In Mapp the Second District held that Mapp's argument that " he was sentenced as a habitual offender without proper notice" was " not [an] error [ ] in the sentencing order but rather in the sentencing process and, as such, must be preserved by contemporaneous objection." 18 So.3d at 34, 37. The distinction between error in a sentencing order and error in the sentencing process relied on by the Second District is a distinction drawn directly from Jackson. We reached the conclusion that the error at issue in Jackson could not be preserved under Florida Rule of Criminal Procedure 3.800(b) because that error was " an error in the sentencing process, not an error in the sentencing order." 983 So.2d at 574. Our Jackson opinion indeed contains repeated references to the distinction between errors in a sentencing order— which may be preserved under rule 3.800(b)— and errors in the sentencing process— which are not subject to preservation under rule 3.800(b). Id. at 566 (" The rule was intended to permit preservation of errors in orders entered as a result of the sentencing process...." ); id. at 572 (" The commentary thus explains that rule 3.800(b) is intended to permit defendants to bring to the trial court's attention errors in sentence-related orders, not any error in the sentencing process." ); id. (" We have never held that any error that happens to occur in the sentencing context constitutes a ‘ sentencing error’ under the rule. Instead, errors we have recognized as ‘ sentencing errors' are those apparent in orders entered as a result of the sentencing process." ); id. at 574 (" A claim of denial of counsel at sentencing, however, is an error in the sentencing process, not an error in the sentencing order." ); id. at 578 (" [R]ule [3.800(b) ] permits preservation of errors in orders entered as a result of the sentencing process, not all errors that happened to occur during that process." ).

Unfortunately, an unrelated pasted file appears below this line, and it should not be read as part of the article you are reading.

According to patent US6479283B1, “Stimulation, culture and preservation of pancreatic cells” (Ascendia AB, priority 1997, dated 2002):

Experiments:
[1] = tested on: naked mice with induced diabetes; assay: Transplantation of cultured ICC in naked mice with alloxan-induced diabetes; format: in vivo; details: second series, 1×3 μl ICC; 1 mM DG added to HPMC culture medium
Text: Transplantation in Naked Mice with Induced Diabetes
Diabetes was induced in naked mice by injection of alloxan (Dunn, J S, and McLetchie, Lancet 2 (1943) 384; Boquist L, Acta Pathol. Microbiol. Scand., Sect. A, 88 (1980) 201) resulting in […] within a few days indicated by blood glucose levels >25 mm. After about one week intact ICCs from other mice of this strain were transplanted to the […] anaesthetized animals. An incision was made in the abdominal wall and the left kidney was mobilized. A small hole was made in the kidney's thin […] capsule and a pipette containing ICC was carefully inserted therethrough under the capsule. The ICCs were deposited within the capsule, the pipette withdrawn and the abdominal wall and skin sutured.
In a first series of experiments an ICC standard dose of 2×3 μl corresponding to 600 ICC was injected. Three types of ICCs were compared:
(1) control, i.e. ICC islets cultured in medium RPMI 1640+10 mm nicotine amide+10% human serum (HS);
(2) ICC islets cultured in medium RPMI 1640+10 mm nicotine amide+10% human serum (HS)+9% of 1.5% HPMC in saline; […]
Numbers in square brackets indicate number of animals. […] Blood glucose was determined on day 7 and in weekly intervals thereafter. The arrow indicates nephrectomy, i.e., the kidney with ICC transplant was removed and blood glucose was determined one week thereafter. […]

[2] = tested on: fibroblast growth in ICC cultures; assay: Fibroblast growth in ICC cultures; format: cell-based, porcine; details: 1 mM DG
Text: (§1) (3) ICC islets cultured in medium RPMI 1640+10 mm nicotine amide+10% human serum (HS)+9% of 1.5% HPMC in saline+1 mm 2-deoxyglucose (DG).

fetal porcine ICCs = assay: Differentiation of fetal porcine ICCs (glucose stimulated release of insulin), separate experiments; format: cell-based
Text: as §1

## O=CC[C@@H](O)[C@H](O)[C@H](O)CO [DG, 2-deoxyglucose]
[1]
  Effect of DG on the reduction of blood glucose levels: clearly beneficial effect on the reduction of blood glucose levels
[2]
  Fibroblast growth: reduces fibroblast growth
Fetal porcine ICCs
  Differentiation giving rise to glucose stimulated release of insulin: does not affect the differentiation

Here, the error asserted by Mapp— the State's failure to give proper notice of its intention to seek habitual offender sentencing— was indisputably a procedural error. The decision in Mapp thus simply applies the distinction recognized in Jackson and gives force to our recognition that " a procedural error in the sentencing process" must— absent fundamental error— be preserved by a contemporaneous objection. 983 So.2d at 573.